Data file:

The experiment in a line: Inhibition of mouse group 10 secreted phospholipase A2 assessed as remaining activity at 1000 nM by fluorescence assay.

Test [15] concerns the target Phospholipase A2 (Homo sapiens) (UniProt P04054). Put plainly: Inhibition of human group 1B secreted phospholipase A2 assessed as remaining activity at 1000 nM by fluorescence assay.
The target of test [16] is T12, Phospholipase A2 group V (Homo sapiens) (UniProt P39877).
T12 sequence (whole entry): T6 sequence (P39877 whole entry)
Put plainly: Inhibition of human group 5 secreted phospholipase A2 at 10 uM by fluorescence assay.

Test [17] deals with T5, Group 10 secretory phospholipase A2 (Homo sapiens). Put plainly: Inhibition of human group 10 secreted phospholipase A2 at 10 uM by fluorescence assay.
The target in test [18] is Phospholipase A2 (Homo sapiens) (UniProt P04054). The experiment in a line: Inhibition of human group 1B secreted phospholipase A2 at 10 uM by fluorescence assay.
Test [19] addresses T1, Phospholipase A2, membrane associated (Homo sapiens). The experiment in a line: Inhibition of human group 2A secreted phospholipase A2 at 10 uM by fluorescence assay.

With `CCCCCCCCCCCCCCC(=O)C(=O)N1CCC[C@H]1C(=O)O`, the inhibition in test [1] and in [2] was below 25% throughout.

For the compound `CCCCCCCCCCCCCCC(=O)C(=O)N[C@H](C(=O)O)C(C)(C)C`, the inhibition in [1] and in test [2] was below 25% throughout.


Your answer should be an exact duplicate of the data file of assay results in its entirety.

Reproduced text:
The experiment in a line: Inhibition of mouse group 10 secreted phospholipase A2 assessed as remaining activity at 1000 nM by fluorescence assay.

Test [15] concerns the target Phospholipase A2 (Homo sapiens) (UniProt P04054). Put plainly: Inhibition of human group 1B secreted phospholipase A2 assessed as remaining activity at 1000 nM by fluorescence assay.
The target of test [16] is T12, Phospholipase A2 group V (Homo sapiens) (UniProt P39877).
T12 sequence (whole entry): T6 sequence (P39877 whole entry)
Put plainly: Inhibition of human group 5 secreted phospholipase A2 at 10 uM by fluorescence assay.

Test [17] deals with T5, Group 10 secretory phospholipase A2 (Homo sapiens). Put plainly: Inhibition of human group 10 secreted phospholipase A2 at 10 uM by fluorescence assay.
The target in test [18] is Phospholipase A2 (Homo sapiens) (UniProt P04054). The experiment in a line: Inhibition of human group 1B secreted phospholipase A2 at 10 uM by fluorescence assay.
Test [19] addresses T1, Phospholipase A2, membrane associated (Homo sapiens). The experiment in a line: Inhibition of human group 2A secreted phospholipase A2 at 10 uM by fluorescence assay.

With `CCCCCCCCCCCCCCC(=O)C(=O)N1CCC[C@H]1C(=O)O`, the inhibition in test [1] and in [2] was below 25% throughout.

For the compound `CCCCCCCCCCCCCCC(=O)C(=O)N[C@H](C(=O)O)C(C)(C)C`, the inhibition in [1] and in test [2] was below 25% throughout.